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Catastrophic ape decline in western equatorial Africa


Because rapidly expanding human populations have devastated gorilla (Gorilla gorilla) and common chimpanzee (Pan troglodytes) habitats in East and West Africa, the relatively intact forests of western equatorial Africa have been viewed as the last stronghold of African apes1. Gabon and the Republic of Congo alone are thought to hold roughly 80% of the world's gorillas2 and most of the common chimpanzees1. Here we present survey results conservatively indicating that ape populations in Gabon declined by more than half between 1983 and 2000. The primary cause of the decline in ape numbers during this period was commercial hunting, facilitated by the rapid expansion of mechanized logging. Furthermore, Ebola haemorrhagic fever is currently spreading through ape populations in Gabon and Congo and now rivals hunting as a threat to apes. Gorillas and common chimpanzees should be elevated immediately to ‘critically endangered’ status. Without aggressive investments in law enforcement, protected area management and Ebola prevention, the next decade will see our closest relatives pushed to the brink of extinction.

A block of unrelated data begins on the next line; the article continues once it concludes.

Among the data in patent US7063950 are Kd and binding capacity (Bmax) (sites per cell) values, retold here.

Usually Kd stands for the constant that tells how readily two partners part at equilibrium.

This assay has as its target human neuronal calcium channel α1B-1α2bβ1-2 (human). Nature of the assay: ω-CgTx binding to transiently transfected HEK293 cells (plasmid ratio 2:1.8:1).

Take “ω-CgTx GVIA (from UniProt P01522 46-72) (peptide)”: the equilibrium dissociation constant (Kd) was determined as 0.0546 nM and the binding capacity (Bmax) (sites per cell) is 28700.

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Figure 1: Western equatorial Africa.
Figure 2: Ape nest encounter rates in Gabon.
Figure 3
Figure 4: Decline and recovery projections.


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This paper is dedicated to Annelisa Kilbourn who died on 2 November 2002 in a plane crash en route to her Ebola research site. For support of ape survey work we thank USAID-CARPE, the DGIS, the MacArthur Foundation, WCS, WWF and the Republique Gabonaise. Funding for the socioeconomic surveys was provided by NSF. D. Purves, S. Sandin and J. Regetz provided helpful comments on statistical analyses.

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Correspondence to Peter D. Walsh.

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Walsh, P., Abernethy, K., Bermejo, M. et al. Catastrophic ape decline in western equatorial Africa. Nature 422, 611–614 (2003).

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